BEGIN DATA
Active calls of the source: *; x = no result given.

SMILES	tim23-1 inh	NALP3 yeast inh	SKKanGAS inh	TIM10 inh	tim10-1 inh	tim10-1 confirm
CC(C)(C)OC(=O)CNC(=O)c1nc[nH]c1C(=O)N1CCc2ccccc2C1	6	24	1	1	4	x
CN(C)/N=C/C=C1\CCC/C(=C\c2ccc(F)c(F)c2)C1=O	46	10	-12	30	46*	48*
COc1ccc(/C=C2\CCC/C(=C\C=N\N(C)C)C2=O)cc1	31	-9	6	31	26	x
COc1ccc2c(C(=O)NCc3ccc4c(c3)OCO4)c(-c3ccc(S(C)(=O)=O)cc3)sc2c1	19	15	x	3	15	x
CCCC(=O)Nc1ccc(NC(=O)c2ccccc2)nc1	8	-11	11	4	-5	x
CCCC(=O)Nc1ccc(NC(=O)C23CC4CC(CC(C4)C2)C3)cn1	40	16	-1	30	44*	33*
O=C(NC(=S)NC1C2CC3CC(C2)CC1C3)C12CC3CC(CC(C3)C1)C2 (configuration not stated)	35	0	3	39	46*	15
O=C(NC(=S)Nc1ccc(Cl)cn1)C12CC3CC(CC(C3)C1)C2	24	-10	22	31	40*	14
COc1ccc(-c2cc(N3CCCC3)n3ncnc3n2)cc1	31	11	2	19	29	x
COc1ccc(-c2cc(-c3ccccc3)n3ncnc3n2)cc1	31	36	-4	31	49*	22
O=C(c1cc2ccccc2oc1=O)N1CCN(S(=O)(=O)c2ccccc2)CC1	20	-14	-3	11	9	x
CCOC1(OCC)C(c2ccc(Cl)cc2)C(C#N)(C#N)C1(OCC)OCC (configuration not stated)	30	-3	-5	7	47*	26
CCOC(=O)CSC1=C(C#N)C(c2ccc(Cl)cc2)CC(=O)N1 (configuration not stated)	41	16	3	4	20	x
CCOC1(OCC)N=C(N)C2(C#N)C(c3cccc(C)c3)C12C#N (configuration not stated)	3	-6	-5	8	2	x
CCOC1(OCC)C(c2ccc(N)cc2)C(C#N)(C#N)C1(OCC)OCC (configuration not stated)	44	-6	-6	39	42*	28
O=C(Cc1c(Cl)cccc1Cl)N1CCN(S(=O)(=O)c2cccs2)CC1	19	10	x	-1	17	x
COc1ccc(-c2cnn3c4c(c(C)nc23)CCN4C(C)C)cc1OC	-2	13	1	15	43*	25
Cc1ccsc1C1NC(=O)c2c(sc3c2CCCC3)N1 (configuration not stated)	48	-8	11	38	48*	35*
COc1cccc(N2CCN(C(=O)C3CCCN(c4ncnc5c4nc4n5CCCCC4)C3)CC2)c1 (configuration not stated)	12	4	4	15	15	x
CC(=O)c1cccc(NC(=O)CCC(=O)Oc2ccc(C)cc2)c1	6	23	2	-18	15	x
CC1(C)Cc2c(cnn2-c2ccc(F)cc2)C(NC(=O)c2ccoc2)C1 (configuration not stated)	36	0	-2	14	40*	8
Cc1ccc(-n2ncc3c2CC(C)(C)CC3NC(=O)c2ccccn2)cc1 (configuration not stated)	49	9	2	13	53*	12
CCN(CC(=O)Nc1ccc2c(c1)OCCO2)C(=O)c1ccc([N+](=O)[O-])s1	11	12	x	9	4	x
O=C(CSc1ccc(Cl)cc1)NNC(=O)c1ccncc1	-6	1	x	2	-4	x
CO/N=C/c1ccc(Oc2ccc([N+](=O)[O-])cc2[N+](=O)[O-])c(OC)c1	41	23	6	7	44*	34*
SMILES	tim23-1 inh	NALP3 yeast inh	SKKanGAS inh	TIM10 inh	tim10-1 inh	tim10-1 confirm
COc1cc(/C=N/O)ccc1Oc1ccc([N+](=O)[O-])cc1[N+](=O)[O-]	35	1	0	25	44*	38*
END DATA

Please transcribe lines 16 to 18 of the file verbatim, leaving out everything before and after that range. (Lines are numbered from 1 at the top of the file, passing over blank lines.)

CCOC1(OCC)N=C(N)C2(C#N)C(c3cccc(C)c3)C12C#N (configuration not stated)	3	-6	-5	8	2	x
CCOC1(OCC)C(c2ccc(N)cc2)C(C#N)(C#N)C1(OCC)OCC (configuration not stated)	44	-6	-6	39	42*	28
O=C(Cc1c(Cl)cccc1Cl)N1CCN(S(=O)(=O)c2cccs2)CC1	19	10	x	-1	17	x